There is a major difference. We have a global crisis—it is being experienced across the whole world. I was in the United States last week and people are talking about the budget deficit being 12 per cent., the sustainability of US accounts and the stress testing of US banks, so certainly we are in a different world. If people do not grasp the fact that we are in a global downturn and that we are avoiding a depression in the world rather than a recession, they have not got it.
I would rather see public borrowing to keep young people out of unemployment as I witnessed it when I was a school teacher in the 1970s and 1980s. Let me characterise that. Walking down my local high street, I would meet pupils whom I taught 10 or 15 years previously. I would be introduced to their wives and children, but then they would turn round and tell me that they had not had a job.
I want that type of society to be dispelled. I want to ensure that we have a society where young people have an opportunity and an ambition that they can realise. To do that, we must ensure that we assist them in every way we can with the public finances. That is hugely important. At the end of the day, as Martin Wolf said recently in the Financial Times, given that the Government can borrow at a lesser rate of interest than others, we can see borrowing as an investment for the future, whereby we keep people in jobs and get tax revenues back, which will assist the Government when growth returns to the economy.
I have been asking for a Budget that will ease the pain of the recession and help those who are feeling it most keenly by keeping them in their jobs and in their homes. I have been seeking a Budget that protects the most vulnerable people in our society and that prepares the economy for the future—an economy that is changing enormously. I welcome the comments and commitments made by the Chancellor regarding climate change and green technology.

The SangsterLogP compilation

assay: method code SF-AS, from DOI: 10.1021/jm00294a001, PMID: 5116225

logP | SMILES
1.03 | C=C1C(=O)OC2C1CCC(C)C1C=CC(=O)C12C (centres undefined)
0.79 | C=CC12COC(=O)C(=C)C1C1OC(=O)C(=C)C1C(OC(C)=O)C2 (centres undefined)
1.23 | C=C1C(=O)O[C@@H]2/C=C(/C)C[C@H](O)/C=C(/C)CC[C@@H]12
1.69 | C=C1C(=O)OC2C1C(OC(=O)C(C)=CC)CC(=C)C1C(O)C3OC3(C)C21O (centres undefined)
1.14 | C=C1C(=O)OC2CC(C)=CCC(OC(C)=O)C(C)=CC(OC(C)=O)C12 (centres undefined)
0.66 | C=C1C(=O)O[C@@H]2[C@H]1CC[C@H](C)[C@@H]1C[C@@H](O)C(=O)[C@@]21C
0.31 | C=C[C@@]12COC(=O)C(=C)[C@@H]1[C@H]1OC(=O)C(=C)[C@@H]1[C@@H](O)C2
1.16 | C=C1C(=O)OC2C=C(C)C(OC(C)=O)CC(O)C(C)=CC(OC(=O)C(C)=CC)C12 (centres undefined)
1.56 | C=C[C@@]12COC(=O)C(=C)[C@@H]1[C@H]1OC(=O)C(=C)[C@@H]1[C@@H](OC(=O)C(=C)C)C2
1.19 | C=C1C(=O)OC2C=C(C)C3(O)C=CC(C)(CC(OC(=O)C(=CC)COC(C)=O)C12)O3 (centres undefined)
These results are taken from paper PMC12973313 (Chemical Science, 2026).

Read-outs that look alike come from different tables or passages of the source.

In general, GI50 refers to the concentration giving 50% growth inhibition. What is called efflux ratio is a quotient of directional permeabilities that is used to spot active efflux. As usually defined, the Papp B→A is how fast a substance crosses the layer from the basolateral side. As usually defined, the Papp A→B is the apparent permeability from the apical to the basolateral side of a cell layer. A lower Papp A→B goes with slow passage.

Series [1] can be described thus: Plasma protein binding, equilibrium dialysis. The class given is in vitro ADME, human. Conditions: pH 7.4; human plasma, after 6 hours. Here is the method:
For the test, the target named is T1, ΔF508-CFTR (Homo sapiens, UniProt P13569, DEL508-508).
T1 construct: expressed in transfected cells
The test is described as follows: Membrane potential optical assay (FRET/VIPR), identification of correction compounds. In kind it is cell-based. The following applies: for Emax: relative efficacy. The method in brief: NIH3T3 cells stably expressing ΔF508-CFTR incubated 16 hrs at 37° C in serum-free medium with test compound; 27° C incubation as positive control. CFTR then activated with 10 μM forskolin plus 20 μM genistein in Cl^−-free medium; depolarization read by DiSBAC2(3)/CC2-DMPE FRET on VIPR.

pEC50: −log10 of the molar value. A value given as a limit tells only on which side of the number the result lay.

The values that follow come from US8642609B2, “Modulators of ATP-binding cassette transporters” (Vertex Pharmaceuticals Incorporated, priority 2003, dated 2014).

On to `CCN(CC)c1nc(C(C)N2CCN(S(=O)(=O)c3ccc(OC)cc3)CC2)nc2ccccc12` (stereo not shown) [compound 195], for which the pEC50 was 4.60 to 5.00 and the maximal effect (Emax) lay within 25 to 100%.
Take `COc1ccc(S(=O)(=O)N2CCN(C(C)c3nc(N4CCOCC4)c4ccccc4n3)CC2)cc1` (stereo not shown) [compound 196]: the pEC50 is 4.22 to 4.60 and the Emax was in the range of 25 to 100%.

The Chancellor's announcements regarding the steps that he will be taking to support the labour market are welcome, but I feel that we have to be alert and that perhaps more has to be done. We had the news this morning that unemployment is 2.1 million. That is still rising, despite the fact that some are saying that the economy will turn at the end of the year. We will still face rising unemployment, so this is a crisis with a human face. Unemployment can cause massive psychological and emotional strain. As we know, it affects not only the unemployed, but their families and friends and their wider communities. It has a particularly lasting impact on young people, so it is important that the Government help young people. The measures announced today are welcome in that regard.